ISSN 1470-3947 (print) | ISSN 1479-6848 (online)

Endocrine Abstracts (2006) 11 P246

GH and GH antagonist B2036 effect on the immune system

M Maamra1, F Perna2, A Colao3, R Pivonello3, S Zappacosta5, RJM Ross1 & G Matarese4

1Division of Clinical Sciences (North), University of Sheffield, Sheffield, United Kingdom; 2Laboratorio di Immunologia A.O. Monaldi, Napoli, Italy; 3Department of Molecular and Clinical Endocrinology and Oncology, Federico II University of Naples, Napoli, Italy; 4Istituto di Endocrinologia e Oncologia Sperimentale, Consiglio Nazionale delle Ricerche, Napoli, Italy; 5Dipartimento de Biologia e Pathologia Cellulare e Molecolare, Federico II, University of Naples, Napoli, Italy.

Introduction: Growth Hormone (GH) receptors are expressed on, and GH is secreted by, human peripheral blood mononuclear cells (PBMCs). However, the role of GH in immunity has remained elusive and studies have given conflicting results. Experimental data strongly implicates a role for pituitary GH in the immune response of rodents. The data from knockout mice suggests that GH acts not as an obligate immunoregulator but as an anabolic and stress-modulating hormone. Despite the clear evidence for GH immunomodulatory actions in animal studies, the evidence from humans has been contradictory.

Aim: To clarify the role of GH in the human immunophenotype and human PBMCs proliferation.

Methods: Blood from GH deficient patients and patients with acromegaly (n=10), prior to treatment, was collected and PBMCs were immunophenotyped by FACS analysis (CD3, CD4, CD8, B, NK, NKT, CD4CD45RA, CD4CD45RO, CD4CD25, CD8CD28, gamma/delta, CD8CD45RA, CD8CD45RO). To analyse the effects on immune cell proliferation, PBMCs of normal individuals were isolated by Ficoll and the effects of GH and the specific GH antagonist B2036 were analysed after proliferation activation with anti-CD3 antibody (OKT3).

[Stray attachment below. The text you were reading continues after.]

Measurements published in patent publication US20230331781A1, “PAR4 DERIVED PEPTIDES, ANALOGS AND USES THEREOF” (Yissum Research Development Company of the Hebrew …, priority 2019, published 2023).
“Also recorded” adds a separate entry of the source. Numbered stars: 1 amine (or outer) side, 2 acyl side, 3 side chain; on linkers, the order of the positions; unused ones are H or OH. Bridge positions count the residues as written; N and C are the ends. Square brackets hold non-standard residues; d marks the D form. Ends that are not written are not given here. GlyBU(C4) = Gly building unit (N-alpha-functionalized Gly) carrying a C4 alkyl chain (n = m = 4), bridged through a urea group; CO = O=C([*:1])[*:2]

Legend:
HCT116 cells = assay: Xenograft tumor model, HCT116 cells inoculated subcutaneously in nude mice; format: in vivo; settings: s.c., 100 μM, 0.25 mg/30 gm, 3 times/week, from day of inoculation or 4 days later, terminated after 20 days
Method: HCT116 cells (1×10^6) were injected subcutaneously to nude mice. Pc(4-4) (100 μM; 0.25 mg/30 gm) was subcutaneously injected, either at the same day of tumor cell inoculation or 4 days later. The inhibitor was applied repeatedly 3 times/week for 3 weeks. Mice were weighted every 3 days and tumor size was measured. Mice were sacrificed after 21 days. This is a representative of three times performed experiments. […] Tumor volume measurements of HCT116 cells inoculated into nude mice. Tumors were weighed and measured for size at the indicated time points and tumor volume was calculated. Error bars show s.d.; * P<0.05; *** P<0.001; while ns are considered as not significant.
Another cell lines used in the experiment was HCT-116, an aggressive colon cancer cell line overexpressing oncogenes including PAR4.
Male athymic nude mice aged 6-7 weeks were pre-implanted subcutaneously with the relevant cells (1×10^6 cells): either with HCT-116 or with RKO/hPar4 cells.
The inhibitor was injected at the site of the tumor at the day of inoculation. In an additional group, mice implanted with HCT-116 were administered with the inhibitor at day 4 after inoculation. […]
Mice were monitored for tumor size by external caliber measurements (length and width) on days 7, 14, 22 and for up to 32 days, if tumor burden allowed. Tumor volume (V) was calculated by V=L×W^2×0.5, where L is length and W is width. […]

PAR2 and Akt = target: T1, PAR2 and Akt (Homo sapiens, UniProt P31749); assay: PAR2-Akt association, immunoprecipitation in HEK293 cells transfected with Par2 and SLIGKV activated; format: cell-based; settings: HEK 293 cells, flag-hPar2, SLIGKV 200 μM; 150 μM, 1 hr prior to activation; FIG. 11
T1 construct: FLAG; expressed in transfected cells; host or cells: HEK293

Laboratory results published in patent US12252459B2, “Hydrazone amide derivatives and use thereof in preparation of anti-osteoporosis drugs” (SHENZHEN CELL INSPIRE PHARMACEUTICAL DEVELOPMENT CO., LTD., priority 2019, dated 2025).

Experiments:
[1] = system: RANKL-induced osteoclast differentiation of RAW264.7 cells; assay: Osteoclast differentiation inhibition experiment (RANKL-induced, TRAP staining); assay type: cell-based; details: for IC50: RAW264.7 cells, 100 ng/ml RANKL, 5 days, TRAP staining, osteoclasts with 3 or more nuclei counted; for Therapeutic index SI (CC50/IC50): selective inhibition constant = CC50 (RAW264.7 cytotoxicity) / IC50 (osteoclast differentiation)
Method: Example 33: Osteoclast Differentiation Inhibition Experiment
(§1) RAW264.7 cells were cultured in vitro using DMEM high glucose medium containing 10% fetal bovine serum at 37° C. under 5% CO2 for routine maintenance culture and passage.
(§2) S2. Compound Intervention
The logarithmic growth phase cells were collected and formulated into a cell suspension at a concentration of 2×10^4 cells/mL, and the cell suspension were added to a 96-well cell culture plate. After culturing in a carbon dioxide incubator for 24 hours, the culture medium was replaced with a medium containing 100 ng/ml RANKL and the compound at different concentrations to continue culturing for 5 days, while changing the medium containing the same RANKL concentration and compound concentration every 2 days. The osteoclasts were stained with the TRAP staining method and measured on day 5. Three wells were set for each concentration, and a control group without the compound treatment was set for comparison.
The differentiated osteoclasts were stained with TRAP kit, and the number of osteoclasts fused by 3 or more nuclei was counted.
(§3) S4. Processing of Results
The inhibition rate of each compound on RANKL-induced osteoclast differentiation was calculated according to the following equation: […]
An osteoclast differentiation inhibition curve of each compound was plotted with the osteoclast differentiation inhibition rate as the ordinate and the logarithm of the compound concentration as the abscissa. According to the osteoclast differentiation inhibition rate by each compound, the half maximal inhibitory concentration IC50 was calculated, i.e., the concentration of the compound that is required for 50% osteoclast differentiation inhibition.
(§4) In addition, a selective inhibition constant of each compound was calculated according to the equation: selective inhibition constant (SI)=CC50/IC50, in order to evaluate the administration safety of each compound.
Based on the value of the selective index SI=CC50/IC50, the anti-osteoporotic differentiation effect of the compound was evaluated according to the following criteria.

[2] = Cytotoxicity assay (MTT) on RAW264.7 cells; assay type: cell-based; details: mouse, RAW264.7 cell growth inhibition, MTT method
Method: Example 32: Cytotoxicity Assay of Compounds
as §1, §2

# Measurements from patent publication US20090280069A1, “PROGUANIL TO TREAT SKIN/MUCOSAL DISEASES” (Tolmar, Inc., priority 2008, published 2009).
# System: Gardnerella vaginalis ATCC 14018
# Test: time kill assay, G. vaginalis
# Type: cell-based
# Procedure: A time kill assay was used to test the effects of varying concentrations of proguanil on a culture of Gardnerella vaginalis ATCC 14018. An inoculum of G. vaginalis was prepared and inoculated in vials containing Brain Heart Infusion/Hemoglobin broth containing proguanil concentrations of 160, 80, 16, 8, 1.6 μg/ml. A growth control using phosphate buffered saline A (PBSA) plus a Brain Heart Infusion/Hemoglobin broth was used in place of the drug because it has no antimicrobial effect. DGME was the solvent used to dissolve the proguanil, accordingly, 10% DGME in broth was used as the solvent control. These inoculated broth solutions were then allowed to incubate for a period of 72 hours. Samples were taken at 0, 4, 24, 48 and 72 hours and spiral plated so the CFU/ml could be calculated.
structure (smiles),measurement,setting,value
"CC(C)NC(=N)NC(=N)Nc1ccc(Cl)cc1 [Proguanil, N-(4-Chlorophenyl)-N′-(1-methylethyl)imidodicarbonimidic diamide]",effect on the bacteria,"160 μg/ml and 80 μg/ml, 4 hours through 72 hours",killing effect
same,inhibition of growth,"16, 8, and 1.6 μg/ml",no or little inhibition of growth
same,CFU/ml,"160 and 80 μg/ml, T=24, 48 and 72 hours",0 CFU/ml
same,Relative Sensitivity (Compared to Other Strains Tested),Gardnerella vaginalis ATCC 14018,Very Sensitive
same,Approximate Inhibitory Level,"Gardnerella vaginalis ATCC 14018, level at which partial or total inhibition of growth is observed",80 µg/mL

Results: Surface markers on T lymphocytes (CD3, CD4, CD8), B lymphocytes (CD19) and NK cells (CD16/56) were normal in all acromegalic and all but one GH deficient patient. This single GH deficient patient showed only elevated NK cells percentage. Neither GH at low (25 ng/ml) to high (500 ng/ml) concentrations, nor the GH antagonist B2036 nor the combination had any effect on the OKT3-induced proliferation of PBMCs whether with maximal or submaximal doses of OKT3.

Conclusions: GH status in patients did not seem to significantly influence the immune phenotype. Neither exogenous nor endogenous GH production by PBMCs influenced their proliferation. The results suggest that in contrast to rodents, GH in humans does not act as a strong immunoregulator.

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